TAMPA — Ke’Shawn Vaughn had to wait until the third round Friday night to have his name called in the NFL draft. Despite back-to-back 1,000-yard rushing seasons at Vanderbilt playing against SEC competition, his name wasn’t mentioned often among the draft’s top backs.
But after the Bucs made him the 76th overall pick, Vaughn was excited about the opportunity suddenly presented to him.
Tampa Bay drafted Vaughn not only for his ability to run the ball but his strength as a receiver. As the Bucs build around the franchise-altering offseason acquisition of quarterback Tom Brady, they wanted to give the six-time Super Bowl winner a receiving weapon out of the backfield. In Brady’s 19 seasons as a starter with the Patriots, his running backs averaged 74 receptions.
Vaughn said he can’t wait to be a part of that.
“I feel like that’s the best opportunity I can ask for as far as being drafted in this class and being in this situation where you’ve got Tom Brady as your quarterback, who loves hitting the checkdowns,” Vaughn said. “Those could be big-yardage plays that we can capitalize on at any moment. Tom Brady is the GOAT. Can’t do nothing but be happy and get ready to go win some games for him.”
Despite expressing faith in incumbent starter Ronald Jones, the Bucs wanted to add a running back to their stable. After taking a pass on running backs such as Ohio State’s J.K. Dobbins and Florida State’s Cam Akers during the second round, instead selecting Minnesota safety Antoine Winfield Jr., the Bucs took the 5-foot-10, 218-pound Vaughn in the third.
“I think he’s capable of playing on all three downs,” general manager Jason Licht said. “You can’t have too many good backs. You can’t rely on just one back. And if you have a guy who can do multiple things, it makes him even more valuable to your team.”
Licht said he was surprised to see Vaughn still available when the team’s pick came up, and with no picks in Saturday’s fourth round, it was the right place to take a running back.
“We felt like it was very important,” Licht said. “By no stretch of the imagination am I going to say we reached at all because he was sitting right there, right where we were picking and matched up right with what we needed.”
In his two seasons at Vandy, Vaughn showed significant growth as a receiver with 28 receptions for an average of 9.6 yards per catch. He averaged 13.1 yards a catch as a junior.
“That’s something I had to get natural with,” he said. “I could always catch, but I wasn’t naturally a receiver. Back in high school, I ran the ball all the time, and converting to college, you’ve got to become more involved in the pass game. I’ve been getting comfortable with my hands. ... (I do) any extra work to get better as a pass catcher.”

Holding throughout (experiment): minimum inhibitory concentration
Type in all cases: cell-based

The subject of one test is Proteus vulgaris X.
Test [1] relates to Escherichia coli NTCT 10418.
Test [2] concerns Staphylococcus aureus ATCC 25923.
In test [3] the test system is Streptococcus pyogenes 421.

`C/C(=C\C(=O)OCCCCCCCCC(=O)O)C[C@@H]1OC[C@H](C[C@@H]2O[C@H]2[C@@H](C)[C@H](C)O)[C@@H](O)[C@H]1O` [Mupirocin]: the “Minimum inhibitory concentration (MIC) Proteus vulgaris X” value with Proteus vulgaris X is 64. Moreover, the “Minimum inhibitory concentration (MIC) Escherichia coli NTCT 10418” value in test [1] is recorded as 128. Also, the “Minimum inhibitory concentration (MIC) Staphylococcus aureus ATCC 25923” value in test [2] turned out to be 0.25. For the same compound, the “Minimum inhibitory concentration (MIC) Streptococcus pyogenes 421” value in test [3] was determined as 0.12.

As a senior for the Commodores, Vaughn rushed for 1,028 yards (ranked seventh in SEC) and nine touchdowns, including nine 100-yard games. He averaged 103.7 yards a game as a junior, which ranked second in the conference.
The Nashville native started his college career at Illinois and played two seasons before transferring back home to Vanderbilt in 2017; he had to sit out that year due to NCAA transfer rules. In his two seasons with the Commodores he finished with 2,272 yards (fifth all-time for the program) and 21 touchdowns (third all-time).
“I believe I have home-run ability as a running back, and I also have that same ability as a pass catcher out of the backfield,” said Vaughn, who turns 23 next month. “Kind of knowing Tom Brady and his offense, he’s been in the league a long time, he can put me in the best situation, and also my teammates.”
Vaughn said he also had experience splitting out as a receiver and pass blocking, tools that will help him become a three-down back.
“I’m very comfortable there,” he said. “And now that I know I have Tom Brady as my quarterback, I know I’ve got to be more serious about getting that done and taking that more seriously as far as making sure I know who I’ve got on certain plays, making sure my technique is good all the time. Because that man is throwing the ball, we need him at all times.”
Contact Eduardo A. Encina at firstname.lastname@example.org. Follow @EddieInTheYard.